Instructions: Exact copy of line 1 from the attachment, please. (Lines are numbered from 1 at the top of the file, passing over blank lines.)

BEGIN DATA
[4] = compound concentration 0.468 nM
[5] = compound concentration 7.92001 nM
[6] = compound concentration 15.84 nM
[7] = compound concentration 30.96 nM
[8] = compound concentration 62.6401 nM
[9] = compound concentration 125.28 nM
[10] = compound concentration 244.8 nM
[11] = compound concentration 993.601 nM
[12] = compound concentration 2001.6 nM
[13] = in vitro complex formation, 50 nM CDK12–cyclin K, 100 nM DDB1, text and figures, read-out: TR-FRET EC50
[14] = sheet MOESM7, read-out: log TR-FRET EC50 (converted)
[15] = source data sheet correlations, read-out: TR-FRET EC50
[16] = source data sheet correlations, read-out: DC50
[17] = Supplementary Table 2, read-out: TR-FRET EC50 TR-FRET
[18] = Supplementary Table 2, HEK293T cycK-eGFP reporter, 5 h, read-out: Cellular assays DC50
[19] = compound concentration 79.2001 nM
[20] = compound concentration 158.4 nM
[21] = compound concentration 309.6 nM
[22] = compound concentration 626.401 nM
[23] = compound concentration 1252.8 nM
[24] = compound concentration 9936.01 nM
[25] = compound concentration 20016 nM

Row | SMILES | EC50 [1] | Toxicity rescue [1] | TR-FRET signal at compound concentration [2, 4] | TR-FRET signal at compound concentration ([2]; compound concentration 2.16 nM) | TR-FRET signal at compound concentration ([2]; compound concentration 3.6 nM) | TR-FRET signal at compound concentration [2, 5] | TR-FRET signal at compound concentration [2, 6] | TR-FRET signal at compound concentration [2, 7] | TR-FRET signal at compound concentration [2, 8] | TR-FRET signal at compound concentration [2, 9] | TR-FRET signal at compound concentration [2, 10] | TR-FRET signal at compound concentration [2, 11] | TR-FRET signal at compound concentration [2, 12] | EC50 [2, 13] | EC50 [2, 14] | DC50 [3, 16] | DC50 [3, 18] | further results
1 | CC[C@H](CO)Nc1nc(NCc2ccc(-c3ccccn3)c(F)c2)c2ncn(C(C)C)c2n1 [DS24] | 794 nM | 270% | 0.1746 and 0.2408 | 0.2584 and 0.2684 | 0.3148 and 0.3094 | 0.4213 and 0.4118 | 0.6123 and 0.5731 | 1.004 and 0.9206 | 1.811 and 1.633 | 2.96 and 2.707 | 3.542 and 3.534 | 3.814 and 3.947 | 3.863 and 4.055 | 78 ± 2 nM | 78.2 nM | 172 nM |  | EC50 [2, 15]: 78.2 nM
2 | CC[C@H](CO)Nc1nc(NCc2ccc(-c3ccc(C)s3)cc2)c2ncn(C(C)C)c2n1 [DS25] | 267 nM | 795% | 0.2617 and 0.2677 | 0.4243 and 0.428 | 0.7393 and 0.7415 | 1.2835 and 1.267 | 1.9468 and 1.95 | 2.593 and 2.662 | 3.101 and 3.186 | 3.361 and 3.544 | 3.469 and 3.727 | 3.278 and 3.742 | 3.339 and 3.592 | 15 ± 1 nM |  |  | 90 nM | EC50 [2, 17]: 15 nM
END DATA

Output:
[4] = compound concentration 0.468 nM